Spiritual lessons from a prodigal dog

My  mother passed away Monday evening (January 29, 2018).

I had visited with her earlier in the day, and I knew her time with us was very short. She had run the race, the finish line was near. 85 years. She was tired. She was ready to go home.

The next two days were a swirl of details as we prepared for a private family viewing and service on Thursday. My mother wanted it that way. She always said calling hours have turned into parties these days. And she didn’t want a bunch of people staring down at her as she lay sleeping. I can’t argue with those things. And we honored her wishes.

I was comforted by the knowledge that my mother trusted in Christ for the forgiveness of sins and had walked with him throughout her life. She would be with mother and father, both of who passed away far too early in life. It had been 50 years since Mom’s father died. Still, the weight of grief pulled upon my shoulders and heart.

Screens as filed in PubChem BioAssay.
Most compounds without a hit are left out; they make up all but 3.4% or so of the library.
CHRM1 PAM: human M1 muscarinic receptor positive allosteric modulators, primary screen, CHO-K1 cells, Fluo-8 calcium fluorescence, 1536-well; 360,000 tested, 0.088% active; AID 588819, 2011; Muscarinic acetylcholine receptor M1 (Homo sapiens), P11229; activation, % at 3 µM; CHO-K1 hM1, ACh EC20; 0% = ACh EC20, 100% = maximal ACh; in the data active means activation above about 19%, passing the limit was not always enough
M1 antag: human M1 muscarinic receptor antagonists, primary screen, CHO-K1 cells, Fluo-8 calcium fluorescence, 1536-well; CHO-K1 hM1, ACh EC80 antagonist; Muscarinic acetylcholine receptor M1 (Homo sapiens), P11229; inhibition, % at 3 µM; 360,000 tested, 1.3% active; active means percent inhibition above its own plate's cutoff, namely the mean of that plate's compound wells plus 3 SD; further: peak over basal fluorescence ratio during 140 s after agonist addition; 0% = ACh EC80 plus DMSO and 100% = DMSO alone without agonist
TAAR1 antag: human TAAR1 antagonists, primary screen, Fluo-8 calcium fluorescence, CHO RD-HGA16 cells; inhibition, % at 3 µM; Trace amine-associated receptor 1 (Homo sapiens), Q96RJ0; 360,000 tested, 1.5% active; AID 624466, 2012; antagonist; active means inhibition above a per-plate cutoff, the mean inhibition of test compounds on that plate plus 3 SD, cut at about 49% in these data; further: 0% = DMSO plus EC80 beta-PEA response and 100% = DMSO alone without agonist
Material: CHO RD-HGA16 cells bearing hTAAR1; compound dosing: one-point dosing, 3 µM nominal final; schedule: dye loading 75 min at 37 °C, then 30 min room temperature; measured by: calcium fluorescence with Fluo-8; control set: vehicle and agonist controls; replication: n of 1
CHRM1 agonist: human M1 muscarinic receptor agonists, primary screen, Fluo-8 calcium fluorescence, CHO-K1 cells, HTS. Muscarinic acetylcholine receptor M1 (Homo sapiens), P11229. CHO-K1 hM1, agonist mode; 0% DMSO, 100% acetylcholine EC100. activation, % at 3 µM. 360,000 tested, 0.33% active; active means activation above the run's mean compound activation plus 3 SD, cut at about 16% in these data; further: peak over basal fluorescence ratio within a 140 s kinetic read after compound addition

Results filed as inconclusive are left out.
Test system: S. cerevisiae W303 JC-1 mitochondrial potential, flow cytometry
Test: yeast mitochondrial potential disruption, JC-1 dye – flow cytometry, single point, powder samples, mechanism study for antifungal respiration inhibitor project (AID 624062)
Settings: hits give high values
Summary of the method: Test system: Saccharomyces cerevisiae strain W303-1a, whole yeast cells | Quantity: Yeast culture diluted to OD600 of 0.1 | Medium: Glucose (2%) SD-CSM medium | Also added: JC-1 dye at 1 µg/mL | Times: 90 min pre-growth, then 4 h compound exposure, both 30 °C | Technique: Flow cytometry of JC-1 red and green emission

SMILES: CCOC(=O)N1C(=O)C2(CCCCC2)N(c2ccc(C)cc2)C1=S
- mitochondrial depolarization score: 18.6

On Wednesday morning I went about the usual morning ritual of feeding the two dogs and three cats, putting the two dogs out for their morning business and getting this body ready for public display. We live on two acres with a woods and creek on the back side of our lot and no neighbors for several hundred yards. I usually just let the dogs out to roam the yard. It was cold and snowy Wednesday morning, and they aren’t that fond of either one, so I knew they would be barking to come back inside within a few minutes.

Brody was first to bark. He’s the old black Lab and he loves his creature comforts. I brought him in and called for Polly, but she didn’t come running around the corner of the house and bounding up the steps like she usually does. I didn’t think much of it. She enjoys a good roll in fresh snow.

Five minutes passed and I went back to the door to get Polly. I called for her and stepped outside to see if she’d gone into the front yard, but there was no response.